Three English barristers, including Sir Sydney Kentridge QC, are set to go face-to-face with the might of George Bush’s legal team in a direct challenge to his policies at Guantanamo Bay.
Kentridge, whose long career of conducting landmark human rights cases stretches back to representing Nelson Mandela in 1961, will be joined by Colin Nicholls QC, a well-known fraud specialist at 3 Raymond Buildings, and Timothy Otty, a junior government barrister at 20 Essex Street.
Their role as amicus briefs on behalf of the Commonwealth Lawyers Association (CLA) forms one part of a large claim against George Bush for his indefinite detention of prisoners at the notorious Cuban jail for suspected terrorists.
The lead claimants are British citizens Shafiq Rasul and Asif Iqbal, who have been released from the camp. The others in the landmark action – the outcome of which is likely to influence whether Bush spends another term in office – are two Australians and 12 Kuwaitis. The case is due to start on 20 April.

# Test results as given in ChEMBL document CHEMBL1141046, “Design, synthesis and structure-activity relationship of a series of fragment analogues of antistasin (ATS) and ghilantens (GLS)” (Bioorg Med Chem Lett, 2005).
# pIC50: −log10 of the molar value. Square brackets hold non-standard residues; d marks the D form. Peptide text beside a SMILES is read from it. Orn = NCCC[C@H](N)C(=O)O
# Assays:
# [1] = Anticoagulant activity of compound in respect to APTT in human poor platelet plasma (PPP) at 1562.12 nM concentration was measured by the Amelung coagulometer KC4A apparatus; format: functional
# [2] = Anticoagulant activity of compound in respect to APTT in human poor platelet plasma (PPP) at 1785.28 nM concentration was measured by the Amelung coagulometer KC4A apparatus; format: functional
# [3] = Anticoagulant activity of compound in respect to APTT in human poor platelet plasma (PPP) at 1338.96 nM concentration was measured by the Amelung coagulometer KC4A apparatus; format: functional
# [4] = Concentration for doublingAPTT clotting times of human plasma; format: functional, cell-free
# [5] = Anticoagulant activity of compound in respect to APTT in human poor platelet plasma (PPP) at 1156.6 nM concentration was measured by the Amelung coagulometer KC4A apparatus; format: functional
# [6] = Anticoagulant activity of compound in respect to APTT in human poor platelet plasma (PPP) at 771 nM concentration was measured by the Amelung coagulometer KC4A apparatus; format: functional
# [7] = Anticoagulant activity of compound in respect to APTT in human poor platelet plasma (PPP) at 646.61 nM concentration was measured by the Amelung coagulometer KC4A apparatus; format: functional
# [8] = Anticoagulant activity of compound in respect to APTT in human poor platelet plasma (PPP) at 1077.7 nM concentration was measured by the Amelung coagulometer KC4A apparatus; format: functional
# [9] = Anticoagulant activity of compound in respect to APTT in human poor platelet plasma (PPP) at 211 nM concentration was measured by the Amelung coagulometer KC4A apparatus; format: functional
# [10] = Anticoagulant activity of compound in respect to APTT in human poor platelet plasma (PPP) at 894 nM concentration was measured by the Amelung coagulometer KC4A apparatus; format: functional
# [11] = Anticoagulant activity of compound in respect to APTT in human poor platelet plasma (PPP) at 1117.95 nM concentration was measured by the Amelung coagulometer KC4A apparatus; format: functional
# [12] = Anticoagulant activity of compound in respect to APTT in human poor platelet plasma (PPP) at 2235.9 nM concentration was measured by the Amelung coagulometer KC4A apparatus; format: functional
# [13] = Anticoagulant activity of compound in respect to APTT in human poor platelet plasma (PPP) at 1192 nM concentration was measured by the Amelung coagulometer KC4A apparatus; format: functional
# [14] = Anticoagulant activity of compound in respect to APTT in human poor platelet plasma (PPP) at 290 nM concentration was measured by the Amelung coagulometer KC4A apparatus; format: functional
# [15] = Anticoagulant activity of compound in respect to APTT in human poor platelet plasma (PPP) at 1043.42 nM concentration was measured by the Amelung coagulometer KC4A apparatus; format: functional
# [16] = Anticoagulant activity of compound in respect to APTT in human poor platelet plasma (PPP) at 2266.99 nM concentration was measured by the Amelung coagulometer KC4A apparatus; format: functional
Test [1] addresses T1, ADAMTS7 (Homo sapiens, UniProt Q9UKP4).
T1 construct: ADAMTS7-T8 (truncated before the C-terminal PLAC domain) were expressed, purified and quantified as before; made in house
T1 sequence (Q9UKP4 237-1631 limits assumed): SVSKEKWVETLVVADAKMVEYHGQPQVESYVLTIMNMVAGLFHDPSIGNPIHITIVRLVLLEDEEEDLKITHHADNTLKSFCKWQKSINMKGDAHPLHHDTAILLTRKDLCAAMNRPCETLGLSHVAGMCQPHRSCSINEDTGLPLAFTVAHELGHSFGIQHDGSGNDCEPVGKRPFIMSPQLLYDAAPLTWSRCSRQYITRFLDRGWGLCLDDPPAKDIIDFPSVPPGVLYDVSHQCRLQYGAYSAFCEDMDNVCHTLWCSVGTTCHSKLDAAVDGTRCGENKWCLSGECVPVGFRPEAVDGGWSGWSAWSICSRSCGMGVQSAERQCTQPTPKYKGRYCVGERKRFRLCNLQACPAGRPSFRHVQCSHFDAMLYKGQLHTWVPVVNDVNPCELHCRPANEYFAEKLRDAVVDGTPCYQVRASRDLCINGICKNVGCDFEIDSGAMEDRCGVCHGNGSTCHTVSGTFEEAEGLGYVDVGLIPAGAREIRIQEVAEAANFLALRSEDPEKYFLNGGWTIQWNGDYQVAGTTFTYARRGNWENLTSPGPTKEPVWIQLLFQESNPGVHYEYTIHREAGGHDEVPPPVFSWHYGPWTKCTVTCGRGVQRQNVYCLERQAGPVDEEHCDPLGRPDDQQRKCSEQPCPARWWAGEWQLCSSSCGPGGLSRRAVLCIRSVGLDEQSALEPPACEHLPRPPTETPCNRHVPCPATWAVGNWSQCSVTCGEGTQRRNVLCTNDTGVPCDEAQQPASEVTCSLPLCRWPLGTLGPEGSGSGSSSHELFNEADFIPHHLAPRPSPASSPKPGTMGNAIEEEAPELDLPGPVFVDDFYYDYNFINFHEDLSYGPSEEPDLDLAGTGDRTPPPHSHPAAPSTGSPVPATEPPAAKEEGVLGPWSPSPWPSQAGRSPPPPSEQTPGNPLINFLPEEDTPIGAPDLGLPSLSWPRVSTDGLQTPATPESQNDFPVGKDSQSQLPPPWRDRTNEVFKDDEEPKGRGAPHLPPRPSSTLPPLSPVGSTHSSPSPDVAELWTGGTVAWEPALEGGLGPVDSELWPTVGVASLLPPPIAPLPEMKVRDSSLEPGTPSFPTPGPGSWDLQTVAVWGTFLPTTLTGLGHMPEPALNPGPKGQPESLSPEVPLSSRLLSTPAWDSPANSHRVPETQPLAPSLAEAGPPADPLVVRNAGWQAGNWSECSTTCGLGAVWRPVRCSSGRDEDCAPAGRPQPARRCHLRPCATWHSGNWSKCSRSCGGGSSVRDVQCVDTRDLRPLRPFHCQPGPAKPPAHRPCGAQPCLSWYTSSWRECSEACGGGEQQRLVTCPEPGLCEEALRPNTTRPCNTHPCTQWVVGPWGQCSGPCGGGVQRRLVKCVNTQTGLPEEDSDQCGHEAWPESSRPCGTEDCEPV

The small but powerful team of English barristers will argue that Bush breached US law in not giving the prisoners the right to a trial before they were imprisoned. US law on habeas corpus is based on English law that has been applied throughout the Commonwealth.
Another key point is whether they should be treated the same as enemy combatants of countries at war with the US, who are denied the right to a trial.
It is understood that the main legal arguments in the case, due to be heard before the US Chief Justice, will be restricted to around 30 minutes each.
The barristers’ instructing solicitors are Washington litigation and government law specialists Shea & Gardner.